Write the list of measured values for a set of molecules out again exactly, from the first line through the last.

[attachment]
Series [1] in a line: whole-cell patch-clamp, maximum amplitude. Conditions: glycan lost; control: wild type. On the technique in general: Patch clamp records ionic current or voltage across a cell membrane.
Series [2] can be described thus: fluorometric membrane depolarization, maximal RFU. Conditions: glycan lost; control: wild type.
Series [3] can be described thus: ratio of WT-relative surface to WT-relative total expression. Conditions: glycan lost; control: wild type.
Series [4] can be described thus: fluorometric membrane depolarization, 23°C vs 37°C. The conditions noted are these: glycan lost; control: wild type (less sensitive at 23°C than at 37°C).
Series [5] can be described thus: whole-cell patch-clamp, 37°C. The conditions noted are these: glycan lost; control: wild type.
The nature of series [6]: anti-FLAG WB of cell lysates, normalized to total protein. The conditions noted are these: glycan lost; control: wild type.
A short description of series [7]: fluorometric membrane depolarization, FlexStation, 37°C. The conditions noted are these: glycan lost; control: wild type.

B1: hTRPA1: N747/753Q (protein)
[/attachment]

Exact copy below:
Series [1] in a line: whole-cell patch-clamp, maximum amplitude. Conditions: glycan lost; control: wild type. On the technique in general: Patch clamp records ionic current or voltage across a cell membrane.
Series [2] can be described thus: fluorometric membrane depolarization, maximal RFU. Conditions: glycan lost; control: wild type.
Series [3] can be described thus: ratio of WT-relative surface to WT-relative total expression. Conditions: glycan lost; control: wild type.
Series [4] can be described thus: fluorometric membrane depolarization, 23°C vs 37°C. The conditions noted are these: glycan lost; control: wild type (less sensitive at 23°C than at 37°C).
Series [5] can be described thus: whole-cell patch-clamp, 37°C. The conditions noted are these: glycan lost; control: wild type.
The nature of series [6]: anti-FLAG WB of cell lysates, normalized to total protein. The conditions noted are these: glycan lost; control: wild type.
A short description of series [7]: fluorometric membrane depolarization, FlexStation, 37°C. The conditions noted are these: glycan lost; control: wild type.

B1: hTRPA1: N747/753Q (protein)